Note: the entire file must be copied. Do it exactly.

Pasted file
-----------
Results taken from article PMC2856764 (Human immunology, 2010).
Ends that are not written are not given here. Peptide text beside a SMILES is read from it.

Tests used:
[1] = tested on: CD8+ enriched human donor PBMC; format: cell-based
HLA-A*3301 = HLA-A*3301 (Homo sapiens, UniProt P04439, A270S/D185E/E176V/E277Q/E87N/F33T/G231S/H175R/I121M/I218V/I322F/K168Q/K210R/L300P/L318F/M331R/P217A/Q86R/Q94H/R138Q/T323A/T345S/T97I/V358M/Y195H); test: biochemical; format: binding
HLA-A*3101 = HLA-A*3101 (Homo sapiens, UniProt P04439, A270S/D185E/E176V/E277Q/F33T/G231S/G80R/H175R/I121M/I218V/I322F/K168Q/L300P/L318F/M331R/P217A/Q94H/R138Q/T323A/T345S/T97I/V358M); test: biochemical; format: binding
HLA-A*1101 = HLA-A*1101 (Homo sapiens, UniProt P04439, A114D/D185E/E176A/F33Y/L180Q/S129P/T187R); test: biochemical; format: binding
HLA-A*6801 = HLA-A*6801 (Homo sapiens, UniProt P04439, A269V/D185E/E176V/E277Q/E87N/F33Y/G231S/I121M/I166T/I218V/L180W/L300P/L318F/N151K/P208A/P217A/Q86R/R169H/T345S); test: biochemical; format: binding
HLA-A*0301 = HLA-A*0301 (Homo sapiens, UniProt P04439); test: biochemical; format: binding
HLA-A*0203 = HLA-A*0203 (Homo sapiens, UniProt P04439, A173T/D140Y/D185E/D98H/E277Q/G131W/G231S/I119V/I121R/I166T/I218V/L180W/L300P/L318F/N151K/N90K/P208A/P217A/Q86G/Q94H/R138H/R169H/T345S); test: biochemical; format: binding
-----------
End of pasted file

Results taken from article PMC2856764 (Human immunology, 2010).
Ends that are not written are not given here. Peptide text beside a SMILES is read from it.

Tests used:
[1] = tested on: CD8+ enriched human donor PBMC; format: cell-based
HLA-A*3301 = HLA-A*3301 (Homo sapiens, UniProt P04439, A270S/D185E/E176V/E277Q/E87N/F33T/G231S/H175R/I121M/I218V/I322F/K168Q/K210R/L300P/L318F/M331R/P217A/Q86R/Q94H/R138Q/T323A/T345S/T97I/V358M/Y195H); test: biochemical; format: binding
HLA-A*3101 = HLA-A*3101 (Homo sapiens, UniProt P04439, A270S/D185E/E176V/E277Q/F33T/G231S/G80R/H175R/I121M/I218V/I322F/K168Q/L300P/L318F/M331R/P217A/Q94H/R138Q/T323A/T345S/T97I/V358M); test: biochemical; format: binding
HLA-A*1101 = HLA-A*1101 (Homo sapiens, UniProt P04439, A114D/D185E/E176A/F33Y/L180Q/S129P/T187R); test: biochemical; format: binding
HLA-A*6801 = HLA-A*6801 (Homo sapiens, UniProt P04439, A269V/D185E/E176V/E277Q/E87N/F33Y/G231S/I121M/I166T/I218V/L180W/L300P/L318F/N151K/P208A/P217A/Q86R/R169H/T345S); test: biochemical; format: binding
HLA-A*0301 = HLA-A*0301 (Homo sapiens, UniProt P04439); test: biochemical; format: binding
HLA-A*0203 = HLA-A*0203 (Homo sapiens, UniProt P04439, A173T/D140Y/D185E/D98H/E277Q/G131W/G231S/I119V/I121R/I166T/I218V/L180W/L300P/L318F/N151K/N90K/P208A/P217A/Q86G/Q94H/R138H/R169H/T345S); test: biochemical; format: binding